The IPCC (2019) report on climate and land is clear that the way we produce and consume our food is having serious impacts on the environment, from depleting freshwater supplies to exhausting our soils and driving biodiversity loss. With these issues in mind, Alchemic Kitchen has developed a model which works for the environment: By sourcing would-be-wasted produce on farms, often caused by supermarkets’ desire for ‘perfect’ produce (and thus pigeonholing farmers into an unfair system of necessary overproduction), and food at-risk of being tossed by local markets, Alchemic Kitchen keeps already-produced food in the system through a unique revalorisation process. Thus, even would-be-wasted beer grain can be repurposed into delicious granola, for example.
In the current system of profit-over-planet, cheap, highly processed foods dominate supermarket shelves and food deserts. Liverpool city region is no exception: With fast food restaurants like KFC, McDonalds and Subway lining the streets, and little access to fresh produce and farmers markets, it’s clear that the local food system needs to change. Alchemic Kitchen seeks to address this gap by providing healthier, substantially plant-based options in the form of revalorised products.
Our pilot is only a small beginning: Our Vision of the regional food economy in Liverpool in 2050 involves many other layers, but they all begin from the same principles of fair and ecological production, equitable access and community-rooted value. Our Vision is of a patchwork of similar locally and regionally owned enterprises, alongside community institutions catalysed by anchor institutions such as hospitals, local authorities and universities. We see opportunities in the development of locally controlled new food sectors, including foods which will provide micronutrient alternatives to high meat and dairy consumption – likely to become particularly important as the region shifts away from dairy and red meat production.
Our model has significant potential to drive the local food economy. From paying farmers for would-be-wasted produce on their farms, to creating new, tasty products from that produce with local community members, and subsequently selling the products, Alchemic Kitchen ensures that local produce and local money is kept locally. Moreover, the training aspect of the Alchemic Kitchen would allow a fellow trainee to create their own local business, thereby growing the local economy with locally owned/run businesses. Our model will moreover catalyse new markets for regionally produced food, including new foods, such a locally grown seafood.
Alchemic Kitchen has a unique role to play in cultivating a social culture which combats social isolation and increases knowledge-sharing (and retention) both between generations and across diverse populations. All our work and activities are underpinned by the understanding that food has a unique power to connect diverse people of all ages and backgrounds and is transcendent of politics, capable of breaking down social barriers and fostering wellbeing in communities. We gear our activities towards sustained engagement, inspiring participants to think differently about food systems, and fostering an understanding that taking action on food in their local communities is a form of agency, empowering them to shift from being a simple food consumer to a food citizen and to effect positive change. We will actively bring local community members together to help reach our shared vision of a healthier, more sustainable Liverpool city region.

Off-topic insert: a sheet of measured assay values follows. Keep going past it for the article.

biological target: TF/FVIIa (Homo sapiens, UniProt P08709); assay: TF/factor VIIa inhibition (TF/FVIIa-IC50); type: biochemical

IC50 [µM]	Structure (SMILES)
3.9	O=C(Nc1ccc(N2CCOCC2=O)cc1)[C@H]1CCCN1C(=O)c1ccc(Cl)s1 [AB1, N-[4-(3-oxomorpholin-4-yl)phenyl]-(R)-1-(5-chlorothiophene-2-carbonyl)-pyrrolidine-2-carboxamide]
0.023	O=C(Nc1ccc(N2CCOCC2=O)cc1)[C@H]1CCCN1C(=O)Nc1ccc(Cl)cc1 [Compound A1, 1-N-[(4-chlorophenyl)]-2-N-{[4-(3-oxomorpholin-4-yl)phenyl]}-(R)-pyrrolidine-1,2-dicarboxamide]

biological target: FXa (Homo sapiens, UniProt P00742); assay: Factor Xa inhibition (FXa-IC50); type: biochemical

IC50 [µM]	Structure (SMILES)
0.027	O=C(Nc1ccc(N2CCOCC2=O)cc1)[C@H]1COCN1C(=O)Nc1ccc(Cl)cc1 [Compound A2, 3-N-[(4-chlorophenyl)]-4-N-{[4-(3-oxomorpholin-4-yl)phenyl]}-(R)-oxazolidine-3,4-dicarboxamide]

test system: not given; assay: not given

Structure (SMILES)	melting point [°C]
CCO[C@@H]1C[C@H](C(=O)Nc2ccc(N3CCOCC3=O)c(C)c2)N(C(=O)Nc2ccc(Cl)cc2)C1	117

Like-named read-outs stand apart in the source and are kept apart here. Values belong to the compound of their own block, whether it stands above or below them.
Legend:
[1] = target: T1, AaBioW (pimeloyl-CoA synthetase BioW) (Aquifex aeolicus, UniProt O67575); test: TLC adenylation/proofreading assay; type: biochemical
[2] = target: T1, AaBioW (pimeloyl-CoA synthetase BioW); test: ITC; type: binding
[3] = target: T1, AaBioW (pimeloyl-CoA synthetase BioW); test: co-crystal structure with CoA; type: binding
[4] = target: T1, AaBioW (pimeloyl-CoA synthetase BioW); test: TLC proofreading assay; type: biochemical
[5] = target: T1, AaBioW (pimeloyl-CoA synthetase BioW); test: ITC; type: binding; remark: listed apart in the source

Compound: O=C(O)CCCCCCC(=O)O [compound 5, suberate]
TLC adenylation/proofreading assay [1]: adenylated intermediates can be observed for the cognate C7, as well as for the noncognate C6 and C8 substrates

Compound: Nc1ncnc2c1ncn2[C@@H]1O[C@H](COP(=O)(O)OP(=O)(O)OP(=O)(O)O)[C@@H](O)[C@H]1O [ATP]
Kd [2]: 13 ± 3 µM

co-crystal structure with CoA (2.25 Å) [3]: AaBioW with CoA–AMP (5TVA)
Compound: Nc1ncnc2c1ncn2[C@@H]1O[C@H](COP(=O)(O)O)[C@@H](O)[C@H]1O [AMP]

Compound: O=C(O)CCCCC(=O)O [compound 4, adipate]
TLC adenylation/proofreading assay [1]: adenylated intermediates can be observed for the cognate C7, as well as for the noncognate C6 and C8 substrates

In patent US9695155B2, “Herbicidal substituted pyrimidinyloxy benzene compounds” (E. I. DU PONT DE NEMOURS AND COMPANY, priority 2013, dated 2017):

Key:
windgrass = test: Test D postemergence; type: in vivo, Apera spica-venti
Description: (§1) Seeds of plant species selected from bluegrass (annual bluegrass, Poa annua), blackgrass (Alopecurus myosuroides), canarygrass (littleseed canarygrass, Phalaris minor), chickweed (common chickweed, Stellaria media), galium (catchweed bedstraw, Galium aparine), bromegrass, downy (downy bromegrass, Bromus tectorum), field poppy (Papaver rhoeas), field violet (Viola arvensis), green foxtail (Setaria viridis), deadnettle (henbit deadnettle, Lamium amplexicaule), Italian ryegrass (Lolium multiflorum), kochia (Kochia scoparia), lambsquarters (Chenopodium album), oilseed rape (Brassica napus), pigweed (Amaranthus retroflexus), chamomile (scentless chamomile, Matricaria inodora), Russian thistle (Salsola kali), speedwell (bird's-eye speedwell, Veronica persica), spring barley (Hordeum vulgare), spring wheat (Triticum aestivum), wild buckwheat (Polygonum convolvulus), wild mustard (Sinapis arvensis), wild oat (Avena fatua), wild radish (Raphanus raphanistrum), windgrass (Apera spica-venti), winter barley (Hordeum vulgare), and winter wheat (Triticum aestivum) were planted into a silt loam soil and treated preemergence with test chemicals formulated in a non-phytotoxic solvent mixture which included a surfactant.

Our Vision of a regenerative, nourishing food system demands bold action from policymakers to support smaller, locally rooted initiatives for food economies. There is a need for action, backed by regulation, that supports training, living wage provision, family-friendly working practices, reduced business rates for start-ups, reviews of planning policies that directly impact green spaces, encouragement of public money spent for public good through procurement reviews. We need more efficient ways to transport food in the region, drawing upon the newly created Northern Food Corridor that will swap surplus from one area to the next, using transport in an efficient manner that ensures no wasted journeys.
As mentioned before, our Vision was not developed by top-down, outsider processes but rather by Liverpool enthusiasts, alongside a number of stakeholders across the North West, including Merseyside Recycling Waste Authority, Knowsley Chamber of Business, One Knowsley (voluntary & social enterprise support), One Ark (social housing landlords), Knowsley Council, Myerscough College (adult education), Speke House (homeless military veterans in recovery), Tom Harrison House (veterans and first responders in recovery), Liverpool Cares (linking older and younger people to reduce isolation), Friends of Eaton Street Park, Homebaked Anfield, Hope University, Liverpool Knowledge Quarter Sustainability Network, Liverpool University, Ministry of Defence, Feedback’s Gleaning Network and Liverpool Veterans HQ. This co-creation of Alchemic Kitchen was a necessary process by which we ensured our Vision would be viable, desirable and feasible to develop in Liverpool city region. Moreover, Alchemic Kitchen will encourage and support anyone with local and sustainable food initiatives that could make a difference to people living in the Liverpool city region. Moreover, our Vision is an operationalisation of the conceptual model for a circular food system developed by our host charity Feedback: We hope to bring our learnings to national policy makers and other community groups through Feedback, to enable replication throughout the UK and further afield.
How did you hear about the Food System Vision Prize?